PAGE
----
What Happens Inside A Battery Right Before Its Explosion?

Image: YouTube

Short Bytes: Swelling of lithium-ion batteries like a pillow is a very common phenomenon. It’s caused due to the “Swiss roll” structure of the batteries. Due to overheating and other factors, the liquid components of the battery turn into gas and cause the swelling. Further stress, sometimes, results in rupture and explosion. So, the users are advised to avoid battery-intensive tasks for continuous hours.

Exploding gadgets are a pretty common these days. Be it smartphones from popular brands like Oneplus, Samsung, Redmi,  iPhones, or other battery-run products like hoverboards, they are all susceptible to battery explosion. Wondering about the cause? Well, it certainly has to do something with the lithium-ion batteries that are used as a power source.

Having said that, have you ever removed the back cover of your smartphone and taken a look at the battery? Very often you might find a swollen battery that refuses to turn back to normal. To study such a phenomenon and what happens inside an overworked battery, new research has been carried out.

While lithium-ion batteries are used widely due to their capacity of holding lots of charge and lightweight, they are prone to damage due to their structure. You can compare their structure to a spiraling swiss roll that contains an electrode sheet.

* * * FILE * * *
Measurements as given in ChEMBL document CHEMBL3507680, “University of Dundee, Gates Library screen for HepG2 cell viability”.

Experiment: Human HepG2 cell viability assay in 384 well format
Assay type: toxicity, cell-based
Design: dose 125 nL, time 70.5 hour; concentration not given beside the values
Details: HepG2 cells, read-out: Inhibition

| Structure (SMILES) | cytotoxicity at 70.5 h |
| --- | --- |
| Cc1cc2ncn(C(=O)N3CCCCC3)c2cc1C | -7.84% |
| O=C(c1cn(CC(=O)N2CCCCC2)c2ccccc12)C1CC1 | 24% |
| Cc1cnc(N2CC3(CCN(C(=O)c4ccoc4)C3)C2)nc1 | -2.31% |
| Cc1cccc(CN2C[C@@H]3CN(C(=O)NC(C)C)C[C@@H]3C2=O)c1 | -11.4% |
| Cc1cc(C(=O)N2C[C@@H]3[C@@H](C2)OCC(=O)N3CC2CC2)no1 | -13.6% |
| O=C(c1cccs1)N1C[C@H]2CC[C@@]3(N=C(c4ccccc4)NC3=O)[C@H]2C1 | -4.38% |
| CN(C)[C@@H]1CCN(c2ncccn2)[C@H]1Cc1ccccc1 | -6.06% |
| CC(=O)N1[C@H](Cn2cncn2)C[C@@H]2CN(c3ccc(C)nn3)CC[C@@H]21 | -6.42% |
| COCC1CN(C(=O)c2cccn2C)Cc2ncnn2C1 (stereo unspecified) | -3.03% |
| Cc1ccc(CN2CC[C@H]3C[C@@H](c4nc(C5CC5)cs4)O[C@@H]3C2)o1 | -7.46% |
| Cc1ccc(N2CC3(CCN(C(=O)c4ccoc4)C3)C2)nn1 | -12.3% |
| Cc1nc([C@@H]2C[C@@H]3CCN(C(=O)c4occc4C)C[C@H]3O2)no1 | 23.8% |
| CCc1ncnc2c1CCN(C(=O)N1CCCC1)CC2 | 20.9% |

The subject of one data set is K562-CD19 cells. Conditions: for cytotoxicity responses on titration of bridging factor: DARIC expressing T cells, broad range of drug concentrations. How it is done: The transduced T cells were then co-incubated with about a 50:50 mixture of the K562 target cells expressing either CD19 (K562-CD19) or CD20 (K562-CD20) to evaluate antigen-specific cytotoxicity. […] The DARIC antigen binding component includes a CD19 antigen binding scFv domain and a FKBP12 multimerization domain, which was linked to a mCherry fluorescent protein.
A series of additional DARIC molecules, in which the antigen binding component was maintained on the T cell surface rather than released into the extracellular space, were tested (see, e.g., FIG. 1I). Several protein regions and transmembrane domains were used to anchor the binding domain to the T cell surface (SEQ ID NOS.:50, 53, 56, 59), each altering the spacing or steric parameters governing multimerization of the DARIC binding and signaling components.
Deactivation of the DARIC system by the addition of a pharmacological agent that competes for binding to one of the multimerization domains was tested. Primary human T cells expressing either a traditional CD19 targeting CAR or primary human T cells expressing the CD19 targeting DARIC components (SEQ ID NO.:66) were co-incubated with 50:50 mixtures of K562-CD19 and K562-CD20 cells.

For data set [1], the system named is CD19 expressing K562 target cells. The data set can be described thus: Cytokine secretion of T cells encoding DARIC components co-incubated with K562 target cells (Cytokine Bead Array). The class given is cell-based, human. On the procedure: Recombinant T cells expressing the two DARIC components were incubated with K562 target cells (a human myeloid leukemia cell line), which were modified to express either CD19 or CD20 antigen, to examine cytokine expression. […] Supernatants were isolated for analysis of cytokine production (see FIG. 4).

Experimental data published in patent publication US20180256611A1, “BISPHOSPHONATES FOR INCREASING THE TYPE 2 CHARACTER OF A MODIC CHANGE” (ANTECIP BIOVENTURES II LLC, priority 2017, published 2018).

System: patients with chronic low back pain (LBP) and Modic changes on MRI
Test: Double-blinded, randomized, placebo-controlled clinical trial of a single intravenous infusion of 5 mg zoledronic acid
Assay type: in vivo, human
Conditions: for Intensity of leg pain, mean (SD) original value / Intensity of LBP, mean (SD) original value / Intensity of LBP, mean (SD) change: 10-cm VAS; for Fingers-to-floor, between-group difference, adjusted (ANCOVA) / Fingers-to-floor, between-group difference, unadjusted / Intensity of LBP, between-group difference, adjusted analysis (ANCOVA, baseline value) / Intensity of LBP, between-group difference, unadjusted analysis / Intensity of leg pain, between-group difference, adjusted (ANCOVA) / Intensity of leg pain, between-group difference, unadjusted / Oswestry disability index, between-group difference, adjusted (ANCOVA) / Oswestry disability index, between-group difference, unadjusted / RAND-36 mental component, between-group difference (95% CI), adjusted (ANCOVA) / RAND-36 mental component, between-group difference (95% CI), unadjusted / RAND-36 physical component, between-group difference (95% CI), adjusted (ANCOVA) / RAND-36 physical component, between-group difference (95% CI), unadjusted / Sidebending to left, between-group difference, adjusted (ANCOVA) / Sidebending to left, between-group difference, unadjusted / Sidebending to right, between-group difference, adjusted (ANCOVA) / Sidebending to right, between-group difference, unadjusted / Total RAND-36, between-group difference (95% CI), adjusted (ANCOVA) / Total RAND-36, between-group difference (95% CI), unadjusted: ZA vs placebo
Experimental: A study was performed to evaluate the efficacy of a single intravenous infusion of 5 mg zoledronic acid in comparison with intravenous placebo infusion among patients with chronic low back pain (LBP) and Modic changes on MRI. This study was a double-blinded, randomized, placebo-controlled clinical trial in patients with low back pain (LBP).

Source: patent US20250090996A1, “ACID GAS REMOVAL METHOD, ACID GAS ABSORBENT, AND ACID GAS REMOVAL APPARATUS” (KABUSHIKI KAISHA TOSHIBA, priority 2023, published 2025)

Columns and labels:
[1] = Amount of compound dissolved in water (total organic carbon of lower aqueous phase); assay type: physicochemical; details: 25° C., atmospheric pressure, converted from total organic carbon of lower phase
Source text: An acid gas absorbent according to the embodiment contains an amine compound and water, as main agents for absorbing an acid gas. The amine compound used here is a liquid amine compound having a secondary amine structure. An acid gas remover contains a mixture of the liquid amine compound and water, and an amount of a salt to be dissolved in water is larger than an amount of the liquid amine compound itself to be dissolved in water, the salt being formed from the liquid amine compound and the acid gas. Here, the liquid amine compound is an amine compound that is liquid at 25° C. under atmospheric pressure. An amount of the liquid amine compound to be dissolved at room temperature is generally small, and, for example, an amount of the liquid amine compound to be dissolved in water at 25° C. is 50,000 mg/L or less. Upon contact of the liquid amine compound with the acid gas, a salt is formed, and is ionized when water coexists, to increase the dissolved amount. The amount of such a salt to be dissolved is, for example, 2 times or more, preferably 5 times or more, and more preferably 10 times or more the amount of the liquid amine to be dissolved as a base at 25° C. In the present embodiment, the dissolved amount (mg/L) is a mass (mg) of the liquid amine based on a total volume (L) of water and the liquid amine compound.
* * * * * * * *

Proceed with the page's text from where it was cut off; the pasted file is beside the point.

Image: Canadian Light Source
Image: Canadian Light Source

What’s inside a swollen battery? What causes the explosion?

According to a researcher Toby Bond and his team at the Canadian Light Source, this configuration is dangerous if gas forms inside. If a battery is overheated or overcharged, or it’s left discharged for a long time, the liquid chemicals can produce gas. This change causes the swelling of the battery.

In such cases, there are three possibilities:

  • The battery can swell a little and keep working
  • It can swell a lot and stop operating.
  • Continuous gas generation can cause a rupture, accompanied by a fire/explosion.

Using a technique named computed tomography, the researchers found that as gas builds up, the electrode layers buckle and push apart. Due to certain defects in the manufacturing process, the small issues in the battery make this situation more dangerous.

Bond suggests that improvements in the manufacturing process can make lithium-ion batteries less risky. Also, the lithium-ion batteries with no liquid components can also help reduce the risk.

Meanwhile, one should avoid performing battery-intensive tasks for longer hours. This will reduce the chance of overheating and swelling.

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Also Read: Should I Keep My Laptop Battery Plugged In All The Time?

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